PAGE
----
Exercise May Deter Heart Rhythm Problem
Exercise may help older women to avoid an abnormal heart rhythm, a new study suggests. The study focused on atrial fibrillation. In people with this irregular rhythm, the upper chambers of the heart quiver instead of contracting in a regular pattern. This can increase the risk of blood clots and stroke. The new study included more than 80,000 women. When the study began, the women were 50 to 79 years old. Researchers asked them how often they walked outside or exercised enough to sweat. Eleven years later, the most active women had a 10% lower rate of atrial fibrillation than those who walked less than 10 minutes a week. The most active women did exercise equal to 3 hours of brisk walking or 2 hours of slow cycling each week. The reduction in risk was similar for women who got more strenuous exercise -- about 2 hours of running a week.
Non-Car Commuters Thinner, Study Finds
Walking, biking or even riding public transit to work can help with weight control, a new study suggests. The study was based on a survey of about 7,500 people in the United Kingdom. Nearly 74% commuted by car. About 10% of men and 11% of women used public transit. About 14% of men and 17% of women walked or biked to work. A nurse visited people and measured their height, weight and percentage of body fat. Researchers adjusted the numbers to account for factors that may affect weight. These included age, medical conditions, income, social class and other exercise. They found that BMI was lower for those who did not drive to work. Effects were similar whether people commuted by foot, bicycle or public transit. For example, men in these groups had BMI scores between 0.9 and 1.1 points lower than the men who drove themselves.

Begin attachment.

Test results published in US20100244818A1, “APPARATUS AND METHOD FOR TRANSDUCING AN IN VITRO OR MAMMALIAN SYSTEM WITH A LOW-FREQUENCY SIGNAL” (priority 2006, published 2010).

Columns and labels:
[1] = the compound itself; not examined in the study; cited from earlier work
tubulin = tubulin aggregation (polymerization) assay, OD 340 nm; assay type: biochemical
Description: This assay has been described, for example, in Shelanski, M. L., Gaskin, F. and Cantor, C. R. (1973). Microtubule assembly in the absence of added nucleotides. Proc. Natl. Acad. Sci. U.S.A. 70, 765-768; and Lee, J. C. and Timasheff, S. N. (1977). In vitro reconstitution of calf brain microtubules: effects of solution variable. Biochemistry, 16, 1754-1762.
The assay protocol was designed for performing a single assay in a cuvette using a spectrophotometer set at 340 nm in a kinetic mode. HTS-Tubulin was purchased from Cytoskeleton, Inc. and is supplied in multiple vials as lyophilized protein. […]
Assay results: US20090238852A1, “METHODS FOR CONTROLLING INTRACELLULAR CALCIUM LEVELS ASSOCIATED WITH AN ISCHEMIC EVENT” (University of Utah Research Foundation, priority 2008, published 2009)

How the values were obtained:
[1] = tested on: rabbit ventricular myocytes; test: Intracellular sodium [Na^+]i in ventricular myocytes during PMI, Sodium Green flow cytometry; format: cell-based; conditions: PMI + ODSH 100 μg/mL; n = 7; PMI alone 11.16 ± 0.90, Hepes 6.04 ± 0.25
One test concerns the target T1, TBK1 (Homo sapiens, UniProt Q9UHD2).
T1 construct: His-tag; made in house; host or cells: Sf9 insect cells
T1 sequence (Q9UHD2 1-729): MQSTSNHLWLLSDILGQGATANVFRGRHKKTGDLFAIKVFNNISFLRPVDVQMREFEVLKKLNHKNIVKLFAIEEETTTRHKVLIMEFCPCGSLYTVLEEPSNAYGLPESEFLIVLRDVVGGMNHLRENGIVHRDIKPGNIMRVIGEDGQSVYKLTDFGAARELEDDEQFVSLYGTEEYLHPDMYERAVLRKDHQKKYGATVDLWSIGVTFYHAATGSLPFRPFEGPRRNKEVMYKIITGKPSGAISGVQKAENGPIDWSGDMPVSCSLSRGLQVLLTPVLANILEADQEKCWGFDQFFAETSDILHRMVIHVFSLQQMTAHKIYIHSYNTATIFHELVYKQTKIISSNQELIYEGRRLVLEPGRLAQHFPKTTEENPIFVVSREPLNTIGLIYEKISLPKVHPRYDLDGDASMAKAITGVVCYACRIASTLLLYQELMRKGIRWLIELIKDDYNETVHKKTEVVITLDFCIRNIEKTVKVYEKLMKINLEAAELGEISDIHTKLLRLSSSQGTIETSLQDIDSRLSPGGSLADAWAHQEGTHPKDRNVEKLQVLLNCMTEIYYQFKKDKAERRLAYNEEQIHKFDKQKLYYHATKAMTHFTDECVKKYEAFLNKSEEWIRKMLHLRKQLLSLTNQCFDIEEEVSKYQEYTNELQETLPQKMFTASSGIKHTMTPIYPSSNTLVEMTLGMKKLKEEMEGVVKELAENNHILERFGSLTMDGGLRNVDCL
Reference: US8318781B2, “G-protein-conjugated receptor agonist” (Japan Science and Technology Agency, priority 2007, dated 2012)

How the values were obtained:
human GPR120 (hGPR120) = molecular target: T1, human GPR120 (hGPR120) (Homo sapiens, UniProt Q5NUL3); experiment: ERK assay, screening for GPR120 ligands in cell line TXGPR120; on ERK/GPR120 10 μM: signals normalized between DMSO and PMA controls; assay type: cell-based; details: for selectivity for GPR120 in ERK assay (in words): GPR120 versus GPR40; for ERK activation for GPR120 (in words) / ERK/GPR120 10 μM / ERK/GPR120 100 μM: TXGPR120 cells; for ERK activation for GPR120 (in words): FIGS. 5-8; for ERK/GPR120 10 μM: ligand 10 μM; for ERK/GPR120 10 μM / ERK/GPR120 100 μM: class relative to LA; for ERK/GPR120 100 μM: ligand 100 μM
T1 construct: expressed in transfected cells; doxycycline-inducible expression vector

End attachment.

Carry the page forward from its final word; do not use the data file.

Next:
Many Get Cancer Screening at Advanced Ages
Many older adults who are unlikely to live more than 10 years still are given routine screening tests for cancer, new studies show. But those tests are unlikely to help them and may have risks, the authors say. One study used 10 years of data from a U.S. government health survey. It included 27,000 men and women ages 65 and older. Based on their health history, the authors estimated their risk of dying in less than 10 years. Among men at the highest risk of near-term death, 31% to 55% received screening tests for various types of cancer. A second story focused on screening for colon cancer in adults 65 or older. It was based on Medicare records. About 1 in 5 of those who had a colonoscopy that found no problems ended up having another colonoscopy 5 years later. This test is recommended every 10 years.